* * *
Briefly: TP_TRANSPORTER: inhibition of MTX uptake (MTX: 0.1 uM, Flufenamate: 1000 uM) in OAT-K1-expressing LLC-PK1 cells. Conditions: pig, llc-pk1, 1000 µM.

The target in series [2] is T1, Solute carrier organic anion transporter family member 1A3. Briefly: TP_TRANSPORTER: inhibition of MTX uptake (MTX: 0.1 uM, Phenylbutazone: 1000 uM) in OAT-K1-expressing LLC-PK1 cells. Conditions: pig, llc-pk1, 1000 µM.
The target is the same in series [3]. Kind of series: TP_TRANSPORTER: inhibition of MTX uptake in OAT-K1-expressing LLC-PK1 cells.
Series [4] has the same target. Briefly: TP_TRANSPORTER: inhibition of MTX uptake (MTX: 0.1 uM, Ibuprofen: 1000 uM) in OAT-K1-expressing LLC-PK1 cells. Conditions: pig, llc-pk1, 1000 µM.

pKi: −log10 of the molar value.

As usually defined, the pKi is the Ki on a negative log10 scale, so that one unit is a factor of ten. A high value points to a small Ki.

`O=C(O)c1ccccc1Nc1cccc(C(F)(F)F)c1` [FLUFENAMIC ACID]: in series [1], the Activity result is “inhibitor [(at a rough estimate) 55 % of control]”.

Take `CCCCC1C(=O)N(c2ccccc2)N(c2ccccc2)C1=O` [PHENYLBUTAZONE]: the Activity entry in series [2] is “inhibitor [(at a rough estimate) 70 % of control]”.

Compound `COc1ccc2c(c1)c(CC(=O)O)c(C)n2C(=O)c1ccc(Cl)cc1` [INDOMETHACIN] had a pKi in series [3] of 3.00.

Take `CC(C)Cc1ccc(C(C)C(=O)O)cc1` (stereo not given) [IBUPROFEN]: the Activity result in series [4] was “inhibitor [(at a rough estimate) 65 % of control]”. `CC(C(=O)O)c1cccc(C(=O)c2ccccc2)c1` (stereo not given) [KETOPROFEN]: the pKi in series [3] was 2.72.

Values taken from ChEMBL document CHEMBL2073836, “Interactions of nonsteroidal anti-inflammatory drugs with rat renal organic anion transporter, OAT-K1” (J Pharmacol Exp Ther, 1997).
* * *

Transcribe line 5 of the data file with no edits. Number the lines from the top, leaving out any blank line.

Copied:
pKi: −log10 of the molar value.